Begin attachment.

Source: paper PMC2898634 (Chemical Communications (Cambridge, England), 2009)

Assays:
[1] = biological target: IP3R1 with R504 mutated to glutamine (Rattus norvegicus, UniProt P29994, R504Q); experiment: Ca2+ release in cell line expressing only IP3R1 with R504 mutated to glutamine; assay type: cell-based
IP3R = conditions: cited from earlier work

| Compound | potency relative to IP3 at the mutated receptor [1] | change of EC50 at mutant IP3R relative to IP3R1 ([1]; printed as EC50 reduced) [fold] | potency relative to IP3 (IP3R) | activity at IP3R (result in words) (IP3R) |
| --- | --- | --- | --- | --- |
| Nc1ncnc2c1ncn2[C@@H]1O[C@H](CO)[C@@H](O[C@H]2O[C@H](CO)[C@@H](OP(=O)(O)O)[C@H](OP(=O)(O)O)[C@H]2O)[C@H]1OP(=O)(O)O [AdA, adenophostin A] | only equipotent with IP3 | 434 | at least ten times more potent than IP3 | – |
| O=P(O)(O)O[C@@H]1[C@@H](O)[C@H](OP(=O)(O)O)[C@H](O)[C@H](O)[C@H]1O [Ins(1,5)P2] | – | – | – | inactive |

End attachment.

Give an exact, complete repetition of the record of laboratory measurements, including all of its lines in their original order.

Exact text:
Source: paper PMC2898634 (Chemical Communications (Cambridge, England), 2009)

Assays:
[1] = biological target: IP3R1 with R504 mutated to glutamine (Rattus norvegicus, UniProt P29994, R504Q); experiment: Ca2+ release in cell line expressing only IP3R1 with R504 mutated to glutamine; assay type: cell-based
IP3R = conditions: cited from earlier work

| Compound | potency relative to IP3 at the mutated receptor [1] | change of EC50 at mutant IP3R relative to IP3R1 ([1]; printed as EC50 reduced) [fold] | potency relative to IP3 (IP3R) | activity at IP3R (result in words) (IP3R) |
| --- | --- | --- | --- | --- |
| Nc1ncnc2c1ncn2[C@@H]1O[C@H](CO)[C@@H](O[C@H]2O[C@H](CO)[C@@H](OP(=O)(O)O)[C@H](OP(=O)(O)O)[C@H]2O)[C@H]1OP(=O)(O)O [AdA, adenophostin A] | only equipotent with IP3 | 434 | at least ten times more potent than IP3 | – |
| O=P(O)(O)O[C@@H]1[C@@H](O)[C@H](OP(=O)(O)O)[C@H](O)[C@H](O)[C@H]1O [Ins(1,5)P2] | – | – | – | inactive |